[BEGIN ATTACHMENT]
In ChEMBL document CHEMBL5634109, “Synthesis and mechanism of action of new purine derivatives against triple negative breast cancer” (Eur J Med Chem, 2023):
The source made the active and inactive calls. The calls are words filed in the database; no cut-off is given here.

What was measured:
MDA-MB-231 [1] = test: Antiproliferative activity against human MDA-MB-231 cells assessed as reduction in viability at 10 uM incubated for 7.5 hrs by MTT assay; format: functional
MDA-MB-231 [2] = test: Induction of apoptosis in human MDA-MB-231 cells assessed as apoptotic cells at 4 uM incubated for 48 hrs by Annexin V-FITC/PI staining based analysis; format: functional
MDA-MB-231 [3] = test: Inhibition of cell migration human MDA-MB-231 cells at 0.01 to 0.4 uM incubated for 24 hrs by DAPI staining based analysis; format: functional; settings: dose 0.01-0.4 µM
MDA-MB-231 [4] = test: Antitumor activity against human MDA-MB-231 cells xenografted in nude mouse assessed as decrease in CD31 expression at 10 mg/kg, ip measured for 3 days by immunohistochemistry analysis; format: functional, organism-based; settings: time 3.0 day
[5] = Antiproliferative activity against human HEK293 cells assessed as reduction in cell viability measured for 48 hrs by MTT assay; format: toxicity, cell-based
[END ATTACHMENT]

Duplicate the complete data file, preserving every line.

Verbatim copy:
In ChEMBL document CHEMBL5634109, “Synthesis and mechanism of action of new purine derivatives against triple negative breast cancer” (Eur J Med Chem, 2023):
The source made the active and inactive calls. The calls are words filed in the database; no cut-off is given here.

What was measured:
MDA-MB-231 [1] = test: Antiproliferative activity against human MDA-MB-231 cells assessed as reduction in viability at 10 uM incubated for 7.5 hrs by MTT assay; format: functional
MDA-MB-231 [2] = test: Induction of apoptosis in human MDA-MB-231 cells assessed as apoptotic cells at 4 uM incubated for 48 hrs by Annexin V-FITC/PI staining based analysis; format: functional
MDA-MB-231 [3] = test: Inhibition of cell migration human MDA-MB-231 cells at 0.01 to 0.4 uM incubated for 24 hrs by DAPI staining based analysis; format: functional; settings: dose 0.01-0.4 µM
MDA-MB-231 [4] = test: Antitumor activity against human MDA-MB-231 cells xenografted in nude mouse assessed as decrease in CD31 expression at 10 mg/kg, ip measured for 3 days by immunohistochemistry analysis; format: functional, organism-based; settings: time 3.0 day
[5] = Antiproliferative activity against human HEK293 cells assessed as reduction in cell viability measured for 48 hrs by MTT assay; format: toxicity, cell-based